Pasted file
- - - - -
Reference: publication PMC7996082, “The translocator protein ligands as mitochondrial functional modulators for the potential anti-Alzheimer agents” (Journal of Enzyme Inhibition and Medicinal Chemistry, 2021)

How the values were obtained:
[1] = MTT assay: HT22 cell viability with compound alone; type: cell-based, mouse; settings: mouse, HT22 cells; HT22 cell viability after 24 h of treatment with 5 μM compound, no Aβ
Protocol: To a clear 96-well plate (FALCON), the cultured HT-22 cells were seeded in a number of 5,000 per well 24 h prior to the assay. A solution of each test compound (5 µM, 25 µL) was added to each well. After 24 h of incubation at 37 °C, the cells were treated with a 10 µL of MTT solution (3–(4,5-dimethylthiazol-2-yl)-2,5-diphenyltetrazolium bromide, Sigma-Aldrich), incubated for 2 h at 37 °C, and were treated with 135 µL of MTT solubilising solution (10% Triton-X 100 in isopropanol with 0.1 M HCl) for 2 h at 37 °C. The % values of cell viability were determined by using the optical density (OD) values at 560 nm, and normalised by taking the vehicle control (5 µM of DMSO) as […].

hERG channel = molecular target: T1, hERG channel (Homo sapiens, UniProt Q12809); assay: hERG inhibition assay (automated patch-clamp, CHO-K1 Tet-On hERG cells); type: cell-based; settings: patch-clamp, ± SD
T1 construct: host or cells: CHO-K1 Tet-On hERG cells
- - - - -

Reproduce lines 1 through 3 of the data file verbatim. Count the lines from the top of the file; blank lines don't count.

Reference: publication PMC7996082, “The translocator protein ligands as mitochondrial functional modulators for the potential anti-Alzheimer agents” (Journal of Enzyme Inhibition and Medicinal Chemistry, 2021)

How the values were obtained:
[1] = MTT assay: HT22 cell viability with compound alone; type: cell-based, mouse; settings: mouse, HT22 cells; HT22 cell viability after 24 h of treatment with 5 μM compound, no Aβ